Why is our government tearing families apart to deport people with no criminal record?

Photo: Noticias Telemundo/Screenshot

On Friday at 6:30 in the morning, a New Jersey couple named Oscar and Humberta Campos said goodbye to their three children and boarded a plane for Mexico. They won’t be coming back.

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The Campos family has been forcibly split up by our government because Oscar and Humberta—who have lived in the United States for three decades, during which time they bought a home and ran a landscaping business—are being deported. Their kids, two young adults and one still in high school, have had to take over the rest of their parents’ mortgage. The older two will have to be surrogate parents to their youngest sibling.

“I feel very sad, very sad, and more for my kids,” said Oscar at the airport. “I’d never think this was gonna happen, not for us, a hardworking family,” he added. The couple were in the process of obtaining legal residency here in the United States. They came here illegally years ago, but they were working with immigration officials to make things right up until the day of deportation. Neither Oscar nor Humberta have any other criminal record, and they came to the United States to escape violence in their hometown.

The Campos family’s story has garnered a lot of attention and outrage, and with good reason. It is outrageous for our government to deport immigrants whose most serious offense is coming to America illegally. It is outrageous that families are split up, lives are potentially ruined, and that this is considered a proportionate response to a victimless “crime.”


Oscar and Humberta did not hurt anyone by coming to the United States. If anything, they’ve made a positive contribution to our country: They have a productive business that likely created jobs in their community; they’ve raised two college graduates; they’re clearly beloved in their church, which fought their deportation till the end.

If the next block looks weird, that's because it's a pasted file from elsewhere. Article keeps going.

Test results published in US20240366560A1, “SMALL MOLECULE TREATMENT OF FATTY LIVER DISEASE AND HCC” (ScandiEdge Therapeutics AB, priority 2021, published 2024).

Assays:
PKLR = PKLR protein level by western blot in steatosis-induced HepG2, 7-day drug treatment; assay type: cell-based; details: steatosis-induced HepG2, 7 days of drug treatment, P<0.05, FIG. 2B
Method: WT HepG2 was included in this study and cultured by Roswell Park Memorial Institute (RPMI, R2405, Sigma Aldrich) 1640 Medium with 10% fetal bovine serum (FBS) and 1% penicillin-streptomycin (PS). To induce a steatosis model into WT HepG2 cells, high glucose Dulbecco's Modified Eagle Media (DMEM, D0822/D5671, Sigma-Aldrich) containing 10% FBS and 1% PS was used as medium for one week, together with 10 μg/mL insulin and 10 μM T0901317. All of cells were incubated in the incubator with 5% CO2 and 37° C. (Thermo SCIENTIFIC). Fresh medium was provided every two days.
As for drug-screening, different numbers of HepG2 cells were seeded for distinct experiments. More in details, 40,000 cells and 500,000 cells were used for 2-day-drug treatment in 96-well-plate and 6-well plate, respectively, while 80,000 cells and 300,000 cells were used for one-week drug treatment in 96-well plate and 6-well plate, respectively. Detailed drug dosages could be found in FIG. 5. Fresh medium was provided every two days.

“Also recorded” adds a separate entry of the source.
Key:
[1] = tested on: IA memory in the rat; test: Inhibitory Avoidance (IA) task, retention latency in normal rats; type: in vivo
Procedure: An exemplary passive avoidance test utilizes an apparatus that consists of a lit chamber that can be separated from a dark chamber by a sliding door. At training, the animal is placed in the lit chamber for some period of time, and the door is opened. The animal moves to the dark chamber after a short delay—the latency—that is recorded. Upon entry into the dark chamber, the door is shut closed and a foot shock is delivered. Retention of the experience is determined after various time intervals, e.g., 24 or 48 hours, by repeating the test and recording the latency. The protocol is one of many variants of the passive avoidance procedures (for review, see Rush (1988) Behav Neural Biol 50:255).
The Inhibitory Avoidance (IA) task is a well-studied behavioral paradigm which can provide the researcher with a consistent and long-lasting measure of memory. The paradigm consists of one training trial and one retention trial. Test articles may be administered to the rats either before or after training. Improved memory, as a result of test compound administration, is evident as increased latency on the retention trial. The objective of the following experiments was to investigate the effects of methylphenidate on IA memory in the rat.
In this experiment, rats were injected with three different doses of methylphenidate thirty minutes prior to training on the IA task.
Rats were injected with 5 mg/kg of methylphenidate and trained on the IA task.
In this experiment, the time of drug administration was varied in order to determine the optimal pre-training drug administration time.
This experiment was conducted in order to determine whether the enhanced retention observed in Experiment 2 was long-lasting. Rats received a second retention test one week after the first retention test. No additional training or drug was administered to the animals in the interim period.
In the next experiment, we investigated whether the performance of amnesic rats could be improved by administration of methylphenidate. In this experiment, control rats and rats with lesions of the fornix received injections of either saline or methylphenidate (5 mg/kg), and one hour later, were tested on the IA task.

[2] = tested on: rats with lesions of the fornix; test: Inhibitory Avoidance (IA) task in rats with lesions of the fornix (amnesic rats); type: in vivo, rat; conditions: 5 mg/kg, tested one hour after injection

As I’ve asked about similar cases in the past, even if you support punishing this couple on rule-of-law grounds, wouldn’t a fine or community service be massively more appropriate given the circumstances? How will sending Oscar and Humberta back to Mexico—destroying their livelihood and leaving their youngest to finish high school without parents around—fix anything? Who does this help? What good does it accomplish?

About half of the illegal immigrants being deported right now are like Oscar and Humberta Campos: They have no other criminal record, not even traffic offenses. Why should their lives be demolished and their families separated over one nonviolent act?

“I want criminals out of this country. I want them to get locked up,” said Deacon Arnaldo Santos of the Campos’ church. “But I have known this family for over 20 years. They are respectful, spiritual … they are a good, good family and that’s why I’m petitioning” for them to stay.

Santos’ petition has failed. For the sake of thousands of other families, immigration policy needs to change so that no such petition is needed.

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